A brief guide to success

October 9, 2017 Susan

This was an essay I wrote for Berkshires Week magazine in 1995. Yes, I am that old. Anyway, it occurred to me that I should drag some of these things up and present them here.

We were laying around like railroad ties on the grass at Tanglewood a few years ago, munching on Harvest Crisps and watching the stars and listening intently to the BSO when I out of the blue asked my friend Ian what color underwear he was wearing.

Ian didn’t bat an eye. “Red.”

“Red? Red underwear?” I looked sideways at him, then I looked back up at the sky. “I don’t believe you.”

Still laying flat on his back, he pulled his shirttail out of his jeans and pulled up a corner of his briefs. Of course, it was dark, and so I couldn’t see the color, but I could tell anyway that they definitely weren’t white.

“Hmnn. Don only wears white.”

“White’s boring,” Ian said. “You’ll never get anywhere with white underwear.”

“What other colors do you have?”

“Hmnn. Well, purple. Green. Black. Oh, and paisley.” This blew me away. If you knew Ian you would snort, “Paisley underwear?”

I went home that night and climbed into bed, where Don was already sleeping, and whacked him on the arm and said, “Didja know that Ian wears colored underwear?”

“Hmnff, unnnnnn….wh……”

I shook his arm. “Hey, I think this has import. I only have white, beige, and black; and you only have white.”

“What were you doing looking at Ian’s underwear?”

I shrugged. “I think underwear should be an adventure. We need more underwear adventures,” I said. And I began to think about the connection between underwear and real life. My serious attention to this matter was recently substantiated.

A few months ago Ian left quasi-management and became “ONE OF THEM” and now is Don’s unit manager.

“See?” I told Don. “It was the underwear. Flamboyant underwear gives you the power to control your destiny,” I said. He looked at me skeptically. “These things really consume you creatively, don’t they?” I nodded.

“I’m not going to lie to you. This frightens me,” he said.

After all this happened, we (Don, Ian, and I) were driving over to Albany one night to see a cool rock band when I said, “So anyway, Ian, I want you to know that you’ve inspired me.”

“Really? How?”

“Underwear!” I exclaimed. “I have lots now! I threw out all those cheesy whites and boring beiges and simpering yellows, and I went crazy at Victoria’s Secret!”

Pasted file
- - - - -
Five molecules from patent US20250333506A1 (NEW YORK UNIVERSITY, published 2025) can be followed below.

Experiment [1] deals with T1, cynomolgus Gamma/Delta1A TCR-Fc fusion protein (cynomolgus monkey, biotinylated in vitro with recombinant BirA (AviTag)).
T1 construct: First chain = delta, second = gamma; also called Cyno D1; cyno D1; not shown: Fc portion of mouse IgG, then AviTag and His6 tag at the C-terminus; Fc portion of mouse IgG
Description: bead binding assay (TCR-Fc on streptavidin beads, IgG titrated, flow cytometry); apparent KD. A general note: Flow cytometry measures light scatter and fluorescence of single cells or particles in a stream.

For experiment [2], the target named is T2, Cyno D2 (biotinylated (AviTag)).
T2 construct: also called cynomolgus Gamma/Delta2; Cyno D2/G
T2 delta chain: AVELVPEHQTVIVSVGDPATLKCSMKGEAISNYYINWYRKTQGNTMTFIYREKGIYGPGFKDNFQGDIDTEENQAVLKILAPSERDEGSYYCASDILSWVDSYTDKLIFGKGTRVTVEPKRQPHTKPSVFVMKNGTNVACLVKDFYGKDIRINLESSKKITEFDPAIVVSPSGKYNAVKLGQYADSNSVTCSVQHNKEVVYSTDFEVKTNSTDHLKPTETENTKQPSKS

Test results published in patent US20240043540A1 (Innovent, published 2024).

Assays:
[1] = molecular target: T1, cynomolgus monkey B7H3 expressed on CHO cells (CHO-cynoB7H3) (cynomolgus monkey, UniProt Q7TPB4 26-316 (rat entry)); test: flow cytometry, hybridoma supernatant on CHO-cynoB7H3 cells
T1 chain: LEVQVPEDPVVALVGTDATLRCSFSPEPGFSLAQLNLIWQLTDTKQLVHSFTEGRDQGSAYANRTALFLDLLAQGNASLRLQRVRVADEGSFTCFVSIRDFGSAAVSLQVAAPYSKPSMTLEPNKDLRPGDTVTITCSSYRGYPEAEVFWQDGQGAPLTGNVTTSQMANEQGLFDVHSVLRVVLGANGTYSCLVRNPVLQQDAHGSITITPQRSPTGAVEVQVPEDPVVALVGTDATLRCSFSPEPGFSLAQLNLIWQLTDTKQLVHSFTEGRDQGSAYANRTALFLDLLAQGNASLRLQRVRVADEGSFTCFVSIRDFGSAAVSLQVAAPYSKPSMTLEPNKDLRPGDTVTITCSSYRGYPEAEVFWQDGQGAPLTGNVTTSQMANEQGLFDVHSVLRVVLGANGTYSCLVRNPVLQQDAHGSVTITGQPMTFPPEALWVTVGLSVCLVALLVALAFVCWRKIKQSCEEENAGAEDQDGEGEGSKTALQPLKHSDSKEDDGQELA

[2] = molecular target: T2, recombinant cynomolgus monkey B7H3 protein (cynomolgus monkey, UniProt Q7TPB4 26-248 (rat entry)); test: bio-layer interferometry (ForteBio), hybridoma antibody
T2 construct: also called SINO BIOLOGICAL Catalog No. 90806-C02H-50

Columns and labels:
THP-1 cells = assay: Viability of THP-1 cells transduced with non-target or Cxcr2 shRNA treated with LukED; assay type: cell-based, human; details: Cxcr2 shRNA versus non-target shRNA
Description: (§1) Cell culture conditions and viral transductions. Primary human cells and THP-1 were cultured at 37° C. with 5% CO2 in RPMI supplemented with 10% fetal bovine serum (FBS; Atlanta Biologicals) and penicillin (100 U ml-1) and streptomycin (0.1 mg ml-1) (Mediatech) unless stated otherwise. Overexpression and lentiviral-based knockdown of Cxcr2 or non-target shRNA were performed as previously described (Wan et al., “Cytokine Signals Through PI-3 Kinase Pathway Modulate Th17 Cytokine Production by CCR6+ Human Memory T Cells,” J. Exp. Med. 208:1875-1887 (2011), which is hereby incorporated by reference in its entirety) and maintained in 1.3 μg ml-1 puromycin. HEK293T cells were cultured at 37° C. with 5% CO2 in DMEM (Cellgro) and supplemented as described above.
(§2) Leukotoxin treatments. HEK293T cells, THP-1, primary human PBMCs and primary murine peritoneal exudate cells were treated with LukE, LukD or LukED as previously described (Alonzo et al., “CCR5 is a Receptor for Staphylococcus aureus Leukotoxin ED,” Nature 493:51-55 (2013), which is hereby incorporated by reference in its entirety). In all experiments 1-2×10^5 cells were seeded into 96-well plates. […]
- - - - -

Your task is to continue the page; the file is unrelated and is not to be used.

“She did.” Don said. “Truly insane.”

“Cranberry! Teal! Bright red! And purple, butter, gold, green, and those are just my bras!” I used frenetic arm movements to add impact to my words. “I’m also into thongs now! They’re so sexy!”

“I’m thrilled for you. Really, I am,” said Ian, management-like.

Don looked at me. “Could you please stop telling my boss about your underwear?”

And here it is: Since I have all this flamboyant, lace-encrusted underwear, I’ve actually sold some of my writing. This, for instance. (Note to Ed.: Please include this line only if piece sells. Include this line too.)

Courtesy Pixabay + kheinz

And hey! I made it into a literary mag. No fooling. I’m convinced it was my cranberry bra. (Of course, it could have also been that fiction-writing workshop I took at Umass last year, but that’s a long shot.)

So I bought Don some cool underwear. Red, black, and dark blue. I also gave him some paisley silk boxers.

“Wear these and you will be happy!” I exclaimed as he opened them at Christmas in front of his whole family, including young, impressionable nieces and nephew.

“Uncle Donnie got wild silky underwear from Aunt Susan!” then-eight-year-old niece Michelle trumpeted.

“You’ve really gotten out-of-control with this whole underwear thing,” Don said reproachfully, wrinkling his forehead and looking at me over the tops of his glasses.

“Oh, aren’t those nice!” Don’s mother said. She’s cool. “Feel these,” I said, throwing her the boxers. “Oh! Soft!”

“All right. All right! Stop it! Everyone stop touching my new underwear!” Don said, trying to maintain some shred of dignity.

Since Don began wearing the paisley boxers, he’s gotten job offers from all over the country, and he’s not even looking. Really. He’s a hot commodity in software engineering right now. “Call Bill,” I tell him. “I’m sure he’s heard of you.” People e-mail him and beg him to come and work for them, call him a real Windows Wizard, a real genius; and I guess, to me, he is, or must be. After all, I had no idea what Occam’s Razor was until Don (and The Simpsons) came into my life, and he’s explained Einstein’s Theory of Relativity to me, such as anyone other than Stephen Hawking might understand it.

“Listen, all I know is minutes and hours and days as we know them can’t be real in the universe,” I slurred recently over a pint of Sam Adams, trying to grasp the reality of time. My wristwatch suddenly seemed alarmingly bizarre. “We should roam the Earth barefoot and eat only raw potatoes,” I proclaimed, slamming my fist down on the bar.

“Yes, well, I think you’ve finally got it,” Don said. “A skewed, warped, bastardized version of it, but you seem to have gotten it nonetheless. I don’t know about the barefoot potato thing though.”

So anyway, this is the moral: Your life can be much better, richer, and certainly a more colorful sort of odyssey, if you invest in funky, fritzy, fruity underwear. That’s assuming, of course, that you wear any underwear at all; but that’s another philosophy, and I will save it for another, even looser, day.